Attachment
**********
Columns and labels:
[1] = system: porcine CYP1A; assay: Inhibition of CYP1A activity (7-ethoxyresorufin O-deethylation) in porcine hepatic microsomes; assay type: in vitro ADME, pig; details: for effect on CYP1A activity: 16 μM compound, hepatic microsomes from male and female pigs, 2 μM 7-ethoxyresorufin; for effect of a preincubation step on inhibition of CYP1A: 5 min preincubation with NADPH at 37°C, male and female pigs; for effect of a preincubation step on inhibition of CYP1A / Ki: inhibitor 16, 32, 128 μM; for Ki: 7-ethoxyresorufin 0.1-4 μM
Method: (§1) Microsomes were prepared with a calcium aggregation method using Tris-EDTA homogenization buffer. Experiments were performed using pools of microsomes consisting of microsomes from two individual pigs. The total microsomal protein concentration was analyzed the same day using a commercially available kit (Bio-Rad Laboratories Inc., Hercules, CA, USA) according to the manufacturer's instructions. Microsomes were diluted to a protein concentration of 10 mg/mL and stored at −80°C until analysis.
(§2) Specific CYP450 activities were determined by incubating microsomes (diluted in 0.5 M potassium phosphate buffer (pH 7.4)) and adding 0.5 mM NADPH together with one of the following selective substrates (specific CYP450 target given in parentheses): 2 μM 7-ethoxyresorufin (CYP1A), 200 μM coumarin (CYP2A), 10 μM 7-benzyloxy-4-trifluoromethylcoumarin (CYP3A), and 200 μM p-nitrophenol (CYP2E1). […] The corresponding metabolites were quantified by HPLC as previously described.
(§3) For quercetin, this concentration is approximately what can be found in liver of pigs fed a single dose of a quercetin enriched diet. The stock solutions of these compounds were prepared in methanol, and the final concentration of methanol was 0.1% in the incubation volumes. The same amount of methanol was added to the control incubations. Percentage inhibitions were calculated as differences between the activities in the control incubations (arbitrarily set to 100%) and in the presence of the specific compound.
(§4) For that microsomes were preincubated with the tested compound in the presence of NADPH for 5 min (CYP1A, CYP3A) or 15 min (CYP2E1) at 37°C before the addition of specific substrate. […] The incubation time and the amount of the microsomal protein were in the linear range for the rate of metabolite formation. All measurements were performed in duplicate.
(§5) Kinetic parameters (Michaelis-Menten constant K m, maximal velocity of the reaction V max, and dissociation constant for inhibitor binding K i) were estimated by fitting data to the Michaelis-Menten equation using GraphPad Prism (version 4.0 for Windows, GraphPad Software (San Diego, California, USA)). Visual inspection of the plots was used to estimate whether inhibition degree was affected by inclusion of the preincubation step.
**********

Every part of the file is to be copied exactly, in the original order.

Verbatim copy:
Columns and labels:
[1] = system: porcine CYP1A; assay: Inhibition of CYP1A activity (7-ethoxyresorufin O-deethylation) in porcine hepatic microsomes; assay type: in vitro ADME, pig; details: for effect on CYP1A activity: 16 μM compound, hepatic microsomes from male and female pigs, 2 μM 7-ethoxyresorufin; for effect of a preincubation step on inhibition of CYP1A: 5 min preincubation with NADPH at 37°C, male and female pigs; for effect of a preincubation step on inhibition of CYP1A / Ki: inhibitor 16, 32, 128 μM; for Ki: 7-ethoxyresorufin 0.1-4 μM
Method: (§1) Microsomes were prepared with a calcium aggregation method using Tris-EDTA homogenization buffer. Experiments were performed using pools of microsomes consisting of microsomes from two individual pigs. The total microsomal protein concentration was analyzed the same day using a commercially available kit (Bio-Rad Laboratories Inc., Hercules, CA, USA) according to the manufacturer's instructions. Microsomes were diluted to a protein concentration of 10 mg/mL and stored at −80°C until analysis.
(§2) Specific CYP450 activities were determined by incubating microsomes (diluted in 0.5 M potassium phosphate buffer (pH 7.4)) and adding 0.5 mM NADPH together with one of the following selective substrates (specific CYP450 target given in parentheses): 2 μM 7-ethoxyresorufin (CYP1A), 200 μM coumarin (CYP2A), 10 μM 7-benzyloxy-4-trifluoromethylcoumarin (CYP3A), and 200 μM p-nitrophenol (CYP2E1). […] The corresponding metabolites were quantified by HPLC as previously described.
(§3) For quercetin, this concentration is approximately what can be found in liver of pigs fed a single dose of a quercetin enriched diet. The stock solutions of these compounds were prepared in methanol, and the final concentration of methanol was 0.1% in the incubation volumes. The same amount of methanol was added to the control incubations. Percentage inhibitions were calculated as differences between the activities in the control incubations (arbitrarily set to 100%) and in the presence of the specific compound.
(§4) For that microsomes were preincubated with the tested compound in the presence of NADPH for 5 min (CYP1A, CYP3A) or 15 min (CYP2E1) at 37°C before the addition of specific substrate. […] The incubation time and the amount of the microsomal protein were in the linear range for the rate of metabolite formation. All measurements were performed in duplicate.
(§5) Kinetic parameters (Michaelis-Menten constant K m, maximal velocity of the reaction V max, and dissociation constant for inhibitor binding K i) were estimated by fitting data to the Michaelis-Menten equation using GraphPad Prism (version 4.0 for Windows, GraphPad Software (San Diego, California, USA)). Visual inspection of the plots was used to estimate whether inhibition degree was affected by inclusion of the preincubation step.